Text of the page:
The concept of smart energy meters has been embraced by both energy companies enticed by the organisational efficiencies they promise – no more need for an army of people to roam the streets reading meters manually, for example. Politicians too have also welcomed them, sold on the idea such devices are central to meeting green energy reduction targets and in helping consumers manage their burgeoning energy bills.
The official UK smart meter roll-out is due to begin next year and be completed by 2020, although large energy suppliers are already making steady progress with installations. By June 2014, smart meters accounted for around 0.7 percent of all domestic meters managed by large suppliers, as well as 18.9 percent of meters installed in smaller non-domestic sites.
The network-connected meters send regular details of households' and businesses' energy use back to providers, where patterns of consumption can be analysed in detail. Potentially, this data can give people accurate information on how to lower energy use and reduce bills. And increasingly, networked sensors and switches will be able to turn off lights and other equipment when people aren't in a room, or efficiently adjust a building's heating according to known patterns of occupancy.
But since the initial flurry of hype and excitement, there has been a great deal of concern about the potential for these devices to be hacked or tampered with, and of data pertaining to people's energy consumption to be misused by governments, businesses or criminals.
Some of the most respected names in IT security, as well as campaign groups and the wider media, have expressed doubts about the ability of the industry to secure smart meters effectively. For example, they have detailed their well-founded worries over the potential for invasion of privacy (granular data can reveal a lot about people's lifestyles and habits), fraud and even cyber-terrorism (most smart meters are fitted with a ‘kill' switch that allows energy companies to disconnect people's supply remotely).
The latter is no idle threat. In January, CrowdStrike released a report saying hackers with ties to the Russian Federation had used a piece of malware known as the Havex Trojan to target US oil and gas companies. Meanwhile, in a test last November, a Berlin IT security firm successfully hacked into a utility's control systems and could have cut off power, water and gas to the entire German town of Ettingen.
Such concerns are being more widely expressed (and increasingly demonstrated to be real). The energy industry, IT industry and security profession must come together urgently to address these issues from every angle. The task at hand is even more complex than that faced by the banks.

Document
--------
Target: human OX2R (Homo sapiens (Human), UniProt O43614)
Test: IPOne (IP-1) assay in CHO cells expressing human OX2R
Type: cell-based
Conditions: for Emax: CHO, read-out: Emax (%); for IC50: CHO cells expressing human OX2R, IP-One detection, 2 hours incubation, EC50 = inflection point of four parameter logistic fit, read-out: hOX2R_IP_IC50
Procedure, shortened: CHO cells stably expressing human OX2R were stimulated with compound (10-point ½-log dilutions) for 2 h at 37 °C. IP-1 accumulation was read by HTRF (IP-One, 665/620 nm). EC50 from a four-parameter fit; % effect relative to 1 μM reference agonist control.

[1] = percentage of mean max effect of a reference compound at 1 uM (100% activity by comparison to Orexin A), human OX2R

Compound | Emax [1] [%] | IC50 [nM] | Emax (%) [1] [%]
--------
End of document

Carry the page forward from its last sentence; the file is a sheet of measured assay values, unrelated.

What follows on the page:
Like bank ATMs, all smart meters will need to be both adequately firewalled and protected from physical attack – except there will be many more of them to manage than there are cashpoints. Similarly, just like the banks, energy companies must deploy myriad technologies and processes that are continually effective at monitoring and protecting access to data, networks and systems end to end. It requires a change of mind-set, energy companies haven't traditionally held high-worth data but smart meters change that. The lack of systems, processes and experience of dealing with regular cyber-threats will undoubtedly make them attractive to hackers.
Simultaneously, the energy sector has to manage the physical logistics of replacing millions of devices in people's homes, as well as implementing the IPv6 infrastructure that will be necessary to support the continued proliferation of internet-connected smart devices in homes and businesses.
Energy companies must take step to ensure their networks are adequately segmented, access strictly controlled, and the effect of system, process or policy changes (of which there are likely to be many) effectively monitored to ensure these don't introduce new vulnerabilities. Security-conscious firms need to know what and where their sensitive assets exist in order to best protect them. The cornerstone of protecting these assets is with restrictive access controls such as network segmentation, blocking off sensitive areas of the network from less sensitive areas of the network to contain a lateral movement of a cyber-attacker once within the network.
The stakes are high, and if the energy sector fails to take heed of the warnings, there could be a backlash against smart meters that could scupper their touted potential to bring big benefits to energy consumers, suppliers and the environment alike.
Rueven Harrison is CTO and co-founder of Tufin Technologies.